Government Conference Centre

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Government Conference Centre originally operated as the city's railway station
Government Conference Centre

The Government Conference Centre is a government building in downtown Ottawa, Canada, located at 2 Rideau Street. It is situated at the intersection of Wellington Street and the Rideau Canal, just a short distance from the Parliament buildings and Confederation Square, and across the street from the Château Laurier hotel, completed around the same time.

History[edit]

History of Railways in Ottawa[edit]

Ottawa became part the transcontinental rail network on June 28, 1886, when Pacific Express connected it to Hull and then onto Lachute, Quebec.[1] It used the existing Prince of Wales Bridge to cross the Ottawa River near the site of the present-day O-Train Bayview Station, west of Parliament Hill. This rail bridge had been built in 1880 and was transferred to Canadian Pacific Railway in 1882.

Broad Street Station, 1908, replaced a station lost in the great 1900 Hull–Ottawa fire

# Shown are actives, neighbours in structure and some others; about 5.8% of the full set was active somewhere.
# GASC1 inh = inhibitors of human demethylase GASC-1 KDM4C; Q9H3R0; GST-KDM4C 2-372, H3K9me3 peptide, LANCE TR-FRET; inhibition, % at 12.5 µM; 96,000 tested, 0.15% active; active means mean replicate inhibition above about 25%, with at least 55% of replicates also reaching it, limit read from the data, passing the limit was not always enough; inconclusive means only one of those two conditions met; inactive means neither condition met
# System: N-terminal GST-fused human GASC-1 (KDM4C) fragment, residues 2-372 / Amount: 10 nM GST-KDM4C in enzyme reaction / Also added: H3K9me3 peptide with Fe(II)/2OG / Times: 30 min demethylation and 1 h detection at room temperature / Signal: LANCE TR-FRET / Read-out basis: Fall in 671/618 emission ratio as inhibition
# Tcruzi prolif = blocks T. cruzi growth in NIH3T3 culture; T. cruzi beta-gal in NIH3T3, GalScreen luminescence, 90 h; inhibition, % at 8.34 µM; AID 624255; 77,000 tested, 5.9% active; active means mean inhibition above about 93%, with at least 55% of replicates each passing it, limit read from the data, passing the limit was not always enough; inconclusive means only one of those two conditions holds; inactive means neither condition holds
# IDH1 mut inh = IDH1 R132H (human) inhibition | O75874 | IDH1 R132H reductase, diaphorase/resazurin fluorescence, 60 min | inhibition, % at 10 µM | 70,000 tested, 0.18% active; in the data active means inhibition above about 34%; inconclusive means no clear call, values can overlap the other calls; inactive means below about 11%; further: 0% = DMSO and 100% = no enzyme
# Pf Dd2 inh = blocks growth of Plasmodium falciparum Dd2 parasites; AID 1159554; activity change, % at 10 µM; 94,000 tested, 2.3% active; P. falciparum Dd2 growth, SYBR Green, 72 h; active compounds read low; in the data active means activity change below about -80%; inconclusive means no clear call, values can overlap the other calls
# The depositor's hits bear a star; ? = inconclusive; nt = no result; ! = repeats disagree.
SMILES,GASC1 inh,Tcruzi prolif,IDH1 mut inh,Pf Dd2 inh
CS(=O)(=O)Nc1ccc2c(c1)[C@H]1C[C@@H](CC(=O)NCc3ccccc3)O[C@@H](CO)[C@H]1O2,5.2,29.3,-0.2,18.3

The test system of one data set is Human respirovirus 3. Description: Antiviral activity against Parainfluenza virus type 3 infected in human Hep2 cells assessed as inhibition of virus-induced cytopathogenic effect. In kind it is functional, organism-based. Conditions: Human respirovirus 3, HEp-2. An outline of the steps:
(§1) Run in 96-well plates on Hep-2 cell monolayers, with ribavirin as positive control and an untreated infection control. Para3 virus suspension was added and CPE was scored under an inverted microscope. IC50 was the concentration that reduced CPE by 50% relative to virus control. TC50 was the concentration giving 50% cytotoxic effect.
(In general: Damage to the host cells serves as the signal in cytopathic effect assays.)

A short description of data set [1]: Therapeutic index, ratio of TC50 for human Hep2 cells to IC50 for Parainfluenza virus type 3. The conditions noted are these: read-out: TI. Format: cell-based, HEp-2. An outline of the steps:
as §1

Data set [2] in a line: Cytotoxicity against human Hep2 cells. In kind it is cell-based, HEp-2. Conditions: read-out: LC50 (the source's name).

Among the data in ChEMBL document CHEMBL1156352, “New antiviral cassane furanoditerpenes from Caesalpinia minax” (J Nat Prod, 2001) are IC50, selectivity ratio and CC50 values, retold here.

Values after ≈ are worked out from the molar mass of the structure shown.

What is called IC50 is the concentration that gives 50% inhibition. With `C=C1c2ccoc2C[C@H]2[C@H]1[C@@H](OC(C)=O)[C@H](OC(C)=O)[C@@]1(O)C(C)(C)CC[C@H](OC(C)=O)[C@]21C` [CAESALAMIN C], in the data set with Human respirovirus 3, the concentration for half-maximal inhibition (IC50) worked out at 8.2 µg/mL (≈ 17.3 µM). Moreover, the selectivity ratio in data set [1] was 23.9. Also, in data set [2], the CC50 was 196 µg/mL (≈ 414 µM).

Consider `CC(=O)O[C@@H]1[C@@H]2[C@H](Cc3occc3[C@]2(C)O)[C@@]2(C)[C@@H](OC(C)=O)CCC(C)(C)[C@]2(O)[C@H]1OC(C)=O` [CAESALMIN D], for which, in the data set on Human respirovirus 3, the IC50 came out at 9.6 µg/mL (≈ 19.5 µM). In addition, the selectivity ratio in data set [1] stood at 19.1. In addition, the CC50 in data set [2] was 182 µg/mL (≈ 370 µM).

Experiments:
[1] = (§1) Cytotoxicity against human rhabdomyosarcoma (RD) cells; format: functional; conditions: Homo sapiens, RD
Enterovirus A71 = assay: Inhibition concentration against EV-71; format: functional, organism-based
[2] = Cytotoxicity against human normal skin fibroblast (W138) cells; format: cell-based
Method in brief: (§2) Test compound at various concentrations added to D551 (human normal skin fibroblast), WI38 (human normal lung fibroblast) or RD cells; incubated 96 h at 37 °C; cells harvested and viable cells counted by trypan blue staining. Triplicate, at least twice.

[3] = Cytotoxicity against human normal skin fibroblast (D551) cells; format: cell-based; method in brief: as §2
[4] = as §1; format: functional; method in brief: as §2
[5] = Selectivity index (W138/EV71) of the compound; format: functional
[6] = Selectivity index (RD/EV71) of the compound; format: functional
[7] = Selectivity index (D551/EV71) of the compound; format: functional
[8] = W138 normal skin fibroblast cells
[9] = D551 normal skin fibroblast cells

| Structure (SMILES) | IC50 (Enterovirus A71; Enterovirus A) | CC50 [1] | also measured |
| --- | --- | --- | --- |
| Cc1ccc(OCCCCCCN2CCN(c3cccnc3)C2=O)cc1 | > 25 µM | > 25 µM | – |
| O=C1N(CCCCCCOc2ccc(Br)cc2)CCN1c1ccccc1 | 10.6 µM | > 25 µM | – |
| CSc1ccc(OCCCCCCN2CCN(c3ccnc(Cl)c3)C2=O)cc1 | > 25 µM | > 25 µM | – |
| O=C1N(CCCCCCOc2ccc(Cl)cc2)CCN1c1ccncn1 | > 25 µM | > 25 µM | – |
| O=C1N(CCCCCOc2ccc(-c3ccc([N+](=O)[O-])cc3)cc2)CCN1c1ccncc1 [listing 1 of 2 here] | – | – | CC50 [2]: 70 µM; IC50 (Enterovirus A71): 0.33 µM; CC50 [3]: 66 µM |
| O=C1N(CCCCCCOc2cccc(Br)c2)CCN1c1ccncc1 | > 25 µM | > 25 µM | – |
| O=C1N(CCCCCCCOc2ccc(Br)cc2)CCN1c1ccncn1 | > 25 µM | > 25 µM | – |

Before the turn of the century, several railway companies had run their rail lines into the city and several had begun to build railway stations. In chronological order:[2]

  1. New Edinburgh: Bytown and Prescott Railway
  2. Broad Street
  3. Elgin Street: Canada Atlantic Railway: early 1880s
  4. Nicholas Street at Mann Avenue: Ottawa and New York Railway: 1895

Broad Street, in the Lebreton Flats area, was the site of several stations, several of them perishing in fire.[3] Broad Street was the link to the Prince of Wales Bridge, the link to the rest of Canada. Broad Street no longer exists, as it was part of the National Capital Commission's efforts at improving the capital area.

However, there was no central station until 1895, through efforts of John Rudolphus Booth.[2] Booth was a Canadian lumber baron known for creating Canada's largest sawmill right in Ottawa, near Chaudière Falls. His mill's capacity exceeded the distribution infrastructure, and he looked to rail as a solution. (Eighteen years previous, he had established the Canada Atlantic Railway.) Booth had built a central depot in 1895 just south of Rideau Street, on the east side of the canal and reachable by way of a covered stairway from Sappers Bridge.[4] The station seemed to not be truly serving the needs of the railway companies, since it was built for the interests of the Canada Atlantic Railway.[2]